Monday, February 12, 2007

Swedish Civil Code?

I have received a question about the Swedish Civil Code in English. There is no such translation.

The fact is that Sweden does not have a Civil Code Already in 1734 the Swedish Parliament approved a new enactment for the Realm of Sweden (“Sveriges Rikes Lag”). The law, which is actually a collection of codes, was confirmed by the Swedish king, Fredrik I, on January 23, 1736 and has applied ever since. It is called the Law of 1734.

One of the most used law collections published annually, the Norstedt Law Book, has used the layout of the Law of 1734 by trying to sort in new enactments under the old codes. This means that you will find not only the Rome Convention of 1980 but also the Purchase of Goods Act of 1990 under the first Chapter of the 1734 Commercial Code.

The law of 1734 was divided into a number of codes. Through the years certain new codes have been included in the old system, the last one being the Environmental Code of 1998. Today the following codes will be found in the Norstedt Law Book:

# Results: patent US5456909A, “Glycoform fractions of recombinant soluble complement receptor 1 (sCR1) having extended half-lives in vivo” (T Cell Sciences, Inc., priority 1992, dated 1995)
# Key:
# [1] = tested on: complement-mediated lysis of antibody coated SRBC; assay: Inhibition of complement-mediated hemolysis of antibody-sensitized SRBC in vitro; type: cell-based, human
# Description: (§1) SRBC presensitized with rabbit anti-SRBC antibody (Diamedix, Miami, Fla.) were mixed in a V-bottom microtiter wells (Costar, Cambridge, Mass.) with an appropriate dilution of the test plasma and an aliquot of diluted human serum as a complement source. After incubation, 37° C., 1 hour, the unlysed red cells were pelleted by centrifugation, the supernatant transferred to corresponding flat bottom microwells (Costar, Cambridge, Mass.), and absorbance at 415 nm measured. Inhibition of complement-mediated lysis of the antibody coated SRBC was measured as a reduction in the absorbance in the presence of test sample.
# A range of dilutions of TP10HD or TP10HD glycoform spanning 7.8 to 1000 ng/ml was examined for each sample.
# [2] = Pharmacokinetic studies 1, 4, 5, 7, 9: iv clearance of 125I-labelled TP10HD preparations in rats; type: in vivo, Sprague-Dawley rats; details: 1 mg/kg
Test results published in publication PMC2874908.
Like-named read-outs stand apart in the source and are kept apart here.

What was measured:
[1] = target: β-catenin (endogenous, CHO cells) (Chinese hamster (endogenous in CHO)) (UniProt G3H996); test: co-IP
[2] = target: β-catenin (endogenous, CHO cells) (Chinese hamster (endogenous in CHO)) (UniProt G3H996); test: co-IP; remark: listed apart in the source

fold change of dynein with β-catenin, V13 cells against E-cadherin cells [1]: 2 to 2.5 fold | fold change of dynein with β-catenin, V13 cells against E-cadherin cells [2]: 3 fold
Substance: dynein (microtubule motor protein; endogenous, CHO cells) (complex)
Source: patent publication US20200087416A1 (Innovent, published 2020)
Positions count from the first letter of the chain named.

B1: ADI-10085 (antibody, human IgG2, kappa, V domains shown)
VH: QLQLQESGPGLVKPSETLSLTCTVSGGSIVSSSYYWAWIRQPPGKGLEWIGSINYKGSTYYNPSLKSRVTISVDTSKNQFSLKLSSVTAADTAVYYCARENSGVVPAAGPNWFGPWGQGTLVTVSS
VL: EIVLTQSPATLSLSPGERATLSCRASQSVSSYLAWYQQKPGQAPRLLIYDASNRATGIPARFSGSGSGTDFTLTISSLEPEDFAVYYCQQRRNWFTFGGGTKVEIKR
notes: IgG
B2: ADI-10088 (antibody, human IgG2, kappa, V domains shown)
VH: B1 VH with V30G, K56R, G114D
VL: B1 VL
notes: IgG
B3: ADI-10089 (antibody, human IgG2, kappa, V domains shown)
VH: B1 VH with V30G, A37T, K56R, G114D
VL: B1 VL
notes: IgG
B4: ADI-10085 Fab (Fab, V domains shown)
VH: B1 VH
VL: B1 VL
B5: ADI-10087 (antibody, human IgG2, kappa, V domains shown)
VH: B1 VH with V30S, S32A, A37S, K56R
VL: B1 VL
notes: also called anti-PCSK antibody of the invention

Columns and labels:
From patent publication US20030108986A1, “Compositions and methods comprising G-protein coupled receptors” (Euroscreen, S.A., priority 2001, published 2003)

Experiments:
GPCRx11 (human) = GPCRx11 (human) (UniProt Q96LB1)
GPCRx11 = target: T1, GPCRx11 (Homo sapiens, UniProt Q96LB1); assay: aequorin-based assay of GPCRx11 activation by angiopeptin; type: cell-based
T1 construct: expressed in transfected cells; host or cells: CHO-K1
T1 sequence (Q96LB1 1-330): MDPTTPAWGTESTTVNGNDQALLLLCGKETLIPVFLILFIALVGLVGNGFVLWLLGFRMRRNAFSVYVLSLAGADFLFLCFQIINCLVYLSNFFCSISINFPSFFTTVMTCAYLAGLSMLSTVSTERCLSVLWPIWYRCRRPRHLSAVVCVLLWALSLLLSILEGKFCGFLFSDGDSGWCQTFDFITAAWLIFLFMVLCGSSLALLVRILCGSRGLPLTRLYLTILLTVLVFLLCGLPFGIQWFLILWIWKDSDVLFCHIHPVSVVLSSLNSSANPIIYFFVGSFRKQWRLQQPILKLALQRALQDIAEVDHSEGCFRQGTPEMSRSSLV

1. Marriage Code of 1987

2. Parental Code of 1949

3. Inheritance Code of 1958

4. Land Code of 1970

5. Environmental Code of 1998

6. Land Parcelling Act of 1970

7. Building Code of 1734

8. Commercial Code of 1734

9. Tort Act of 1972

10. Bankruptcy Act of 1987

11. Penal Code of 1962

12. Code of Judicial Procedure of 1942

13. Enforcement Code of 1981

Only parts of the Commercial Code and the Building Code have survived since 1734. Codes number 5, 6, 9 and 10 were not included in the original enactment 1734 at all.

In Finland, which was a part of Sweden until 1809 the Code of Judicial Procedure of 1734 nominally applies although not very much of the original content is applicable today.

Although not very many fragments of the codes enacted in 1734 have survived, we still have some parts of it in use. If e.g. some one sells the same object to two different persons, you actually have to read the 1734 Commercial Code, Chapter 1, Section 5, which states that he who bought first should be allowed to keep it.

It should be noted that the Swedish building legislation is not to be found in the Building Code; instead it covers much more exciting things like still applicable rules about pigs eating acorns, swarming bees and burn-beating.

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